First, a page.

Before we cover some ways to increase technician productivity and revenue, we should go over a few key performance indicators used to judge service technician output.
Residential service technicians should produce at least $250,000 in annual sales with a 63% or higher gross profit margin. A better way to measure technician output is by annual gross profit dollars. That number is $157,500 annually or $630 gross profit dollars per average man day. Techs should run an average of four service calls per day with an average retail invoice amount of $250 each.
When technicians are allowed to sell equipment change-outs, those numbers need to be adjusted to consider the potential reduction in repair revenue and the increased revenue from the replacement sale.
It gets a bit tricky to assess the performance of a technician who does both service work and installation work. Installers should produce $825 gross profit dollars per day. A two-person crew should produce $1,400 gross profit dollars per day. You will need to consider both types of work independently when assessing their performance.
There are numerous ways to increase technician revenue. The rest of this article will cover some of the most significant ones.
Supercharge Your Diagnostics.
One of the fastest ways to increase sales and improve customer satisfaction is to detect additional legitimate service work. This is done through high level diagnostics. Implement a weekly training program to teach technicians the finer points of diagnostics and pre-emptive failure detection. Technicians should think and work like aircraft mechanics. These highly trained and regulated technicians replace parts before they fail, and the public should agree with that philosophy. After all, no one wants an aircraft mechanic to wait until an aircraft part fails before they replace it.
Your technicians should have sophisticated instuments such as megohmmeter, combustion analyzers, anemometers, digital manifold gauges, and more. These tools should be thought of as an investment. They will pay for themselves over and over again. Of course, training will be necessary to assure that they are being used properly.
Reduce Unbillable Time
Unbillable time includes labor hours paid to the technicians but not billed to a customer. You should keep unbillable time under 25%. Reduce efficiency crushing trips to suppliers by creating and maintaining a customized inventory list for each technician. Consider performance-based compensation that pays technicians far more per hour for billable time than unbillable time. Improve service call management by implementing an integrated business management software system that includes a strong mobile software app and GPS tracking.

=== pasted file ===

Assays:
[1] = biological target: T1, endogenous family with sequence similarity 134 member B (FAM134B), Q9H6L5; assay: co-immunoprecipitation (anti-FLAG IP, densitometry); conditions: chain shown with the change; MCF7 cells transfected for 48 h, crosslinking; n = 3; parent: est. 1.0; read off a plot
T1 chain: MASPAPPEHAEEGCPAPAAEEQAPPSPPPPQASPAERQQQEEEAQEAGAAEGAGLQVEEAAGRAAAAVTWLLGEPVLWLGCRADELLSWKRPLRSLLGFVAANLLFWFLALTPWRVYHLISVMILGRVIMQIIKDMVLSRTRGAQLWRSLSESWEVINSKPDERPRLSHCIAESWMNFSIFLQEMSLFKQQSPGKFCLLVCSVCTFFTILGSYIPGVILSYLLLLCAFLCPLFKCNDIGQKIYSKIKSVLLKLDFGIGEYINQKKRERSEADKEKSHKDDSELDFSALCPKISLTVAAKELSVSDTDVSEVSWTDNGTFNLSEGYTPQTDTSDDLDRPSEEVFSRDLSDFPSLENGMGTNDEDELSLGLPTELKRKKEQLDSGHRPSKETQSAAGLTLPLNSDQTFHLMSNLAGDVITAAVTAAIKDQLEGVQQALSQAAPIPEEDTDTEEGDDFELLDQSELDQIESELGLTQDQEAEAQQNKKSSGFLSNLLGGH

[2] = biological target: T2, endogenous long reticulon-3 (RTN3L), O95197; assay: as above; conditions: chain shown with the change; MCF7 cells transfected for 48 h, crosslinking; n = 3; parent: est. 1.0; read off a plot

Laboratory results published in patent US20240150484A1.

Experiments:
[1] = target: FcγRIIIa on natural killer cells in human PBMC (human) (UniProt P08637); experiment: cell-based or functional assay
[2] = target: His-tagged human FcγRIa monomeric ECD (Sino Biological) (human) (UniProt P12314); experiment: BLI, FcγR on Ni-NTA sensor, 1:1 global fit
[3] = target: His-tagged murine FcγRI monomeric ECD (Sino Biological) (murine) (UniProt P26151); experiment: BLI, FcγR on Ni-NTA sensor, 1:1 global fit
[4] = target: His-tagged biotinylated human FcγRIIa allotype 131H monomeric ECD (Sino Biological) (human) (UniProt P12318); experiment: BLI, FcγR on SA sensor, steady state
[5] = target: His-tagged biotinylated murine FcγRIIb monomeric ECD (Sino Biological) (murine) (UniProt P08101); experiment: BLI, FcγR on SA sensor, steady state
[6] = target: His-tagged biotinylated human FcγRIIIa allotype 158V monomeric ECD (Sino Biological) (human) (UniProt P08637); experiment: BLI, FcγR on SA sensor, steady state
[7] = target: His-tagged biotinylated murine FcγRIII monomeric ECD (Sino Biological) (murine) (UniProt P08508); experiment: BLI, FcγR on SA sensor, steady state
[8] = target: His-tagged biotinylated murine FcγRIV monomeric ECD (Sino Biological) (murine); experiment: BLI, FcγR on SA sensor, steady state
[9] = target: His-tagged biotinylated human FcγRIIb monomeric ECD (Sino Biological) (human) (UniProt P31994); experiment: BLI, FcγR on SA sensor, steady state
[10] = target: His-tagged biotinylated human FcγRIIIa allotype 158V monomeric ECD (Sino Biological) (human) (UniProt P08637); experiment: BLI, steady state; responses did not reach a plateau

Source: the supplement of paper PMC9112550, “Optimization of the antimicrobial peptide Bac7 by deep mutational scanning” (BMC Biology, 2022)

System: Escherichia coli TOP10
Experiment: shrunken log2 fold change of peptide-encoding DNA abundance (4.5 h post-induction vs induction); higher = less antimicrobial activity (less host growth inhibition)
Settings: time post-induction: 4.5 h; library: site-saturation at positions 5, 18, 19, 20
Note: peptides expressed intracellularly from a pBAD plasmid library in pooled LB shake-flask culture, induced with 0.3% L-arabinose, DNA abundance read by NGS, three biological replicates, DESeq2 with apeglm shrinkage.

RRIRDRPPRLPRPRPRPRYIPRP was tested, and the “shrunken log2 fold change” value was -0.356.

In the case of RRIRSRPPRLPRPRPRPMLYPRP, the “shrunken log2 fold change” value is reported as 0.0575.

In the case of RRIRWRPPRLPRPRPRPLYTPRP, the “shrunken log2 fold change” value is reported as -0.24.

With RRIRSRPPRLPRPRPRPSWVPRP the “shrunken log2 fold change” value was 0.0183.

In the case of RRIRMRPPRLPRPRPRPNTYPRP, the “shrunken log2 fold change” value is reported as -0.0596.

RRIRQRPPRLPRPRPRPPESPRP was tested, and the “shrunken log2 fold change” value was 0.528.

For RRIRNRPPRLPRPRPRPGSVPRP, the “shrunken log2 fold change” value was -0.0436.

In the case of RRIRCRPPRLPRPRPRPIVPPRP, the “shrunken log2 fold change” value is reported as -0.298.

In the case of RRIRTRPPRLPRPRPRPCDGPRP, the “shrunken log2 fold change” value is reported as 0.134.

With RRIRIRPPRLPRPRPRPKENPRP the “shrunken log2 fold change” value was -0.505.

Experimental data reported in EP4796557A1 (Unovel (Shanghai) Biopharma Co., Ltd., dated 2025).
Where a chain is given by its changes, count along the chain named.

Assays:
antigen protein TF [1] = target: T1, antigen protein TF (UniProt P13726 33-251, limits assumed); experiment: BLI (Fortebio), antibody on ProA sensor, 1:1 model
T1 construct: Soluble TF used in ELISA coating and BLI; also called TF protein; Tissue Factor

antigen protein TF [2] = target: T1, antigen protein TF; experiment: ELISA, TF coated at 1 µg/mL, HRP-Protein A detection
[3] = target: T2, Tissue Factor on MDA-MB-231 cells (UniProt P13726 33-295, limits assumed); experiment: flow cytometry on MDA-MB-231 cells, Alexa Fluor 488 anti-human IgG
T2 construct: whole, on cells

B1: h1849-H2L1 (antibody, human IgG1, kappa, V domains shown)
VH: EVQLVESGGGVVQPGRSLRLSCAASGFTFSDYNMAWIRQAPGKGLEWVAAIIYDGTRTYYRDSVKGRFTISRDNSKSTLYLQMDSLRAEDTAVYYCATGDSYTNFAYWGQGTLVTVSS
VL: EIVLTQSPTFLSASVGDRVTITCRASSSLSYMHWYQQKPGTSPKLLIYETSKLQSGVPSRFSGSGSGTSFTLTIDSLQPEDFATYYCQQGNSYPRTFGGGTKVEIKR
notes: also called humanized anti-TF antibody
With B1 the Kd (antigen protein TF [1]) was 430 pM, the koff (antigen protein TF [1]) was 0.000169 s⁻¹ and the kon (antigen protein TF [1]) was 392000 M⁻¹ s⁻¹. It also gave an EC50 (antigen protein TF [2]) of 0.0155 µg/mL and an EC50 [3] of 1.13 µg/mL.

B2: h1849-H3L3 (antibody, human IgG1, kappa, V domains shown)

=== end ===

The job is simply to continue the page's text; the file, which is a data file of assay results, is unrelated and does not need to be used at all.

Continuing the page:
Callbacks reduce billable time and kill profitability. They also hurt your customer satisfaction scores. A callback can be defined as the following: “Any repeat service call that is unbillable, for any reason, within thirty days of the original call.” Callbacks should be less than 5%; 1% is best in class. Sometimes techs simply don’t have the correct tools for the job. Create a Required Tool List for each job function and train your techs on how to use the lists.
Sometimes a callback isn’t really a callback, but we have no choice but to work for free. Often it is simply due to the fact that the technician did not properly document what they may have very well told the customer. Thorough documentation will help reduce callbacks. Mobile apps can make this process easier through a database of prewritten repair descriptions and voice recognition.
Give Technicians Time to do Their Jobs
This might require a change in culture. Technicians need to take their time. They should be able to run three to five service calls a day. Anything more than that might mean that they are hurrying through their work or that they need additional training. It is better to charge a customer $600 for a single service call than it is to charge them $300 each, for two separate service calls. When you need two service calls to repair a system, your customer will always wonder which service call wasn’t necessary and they will resent paying for it.